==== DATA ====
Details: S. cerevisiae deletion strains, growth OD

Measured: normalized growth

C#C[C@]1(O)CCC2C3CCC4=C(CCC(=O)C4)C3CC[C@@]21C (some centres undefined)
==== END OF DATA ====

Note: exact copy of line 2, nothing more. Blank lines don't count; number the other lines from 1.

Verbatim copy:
Measured: normalized growth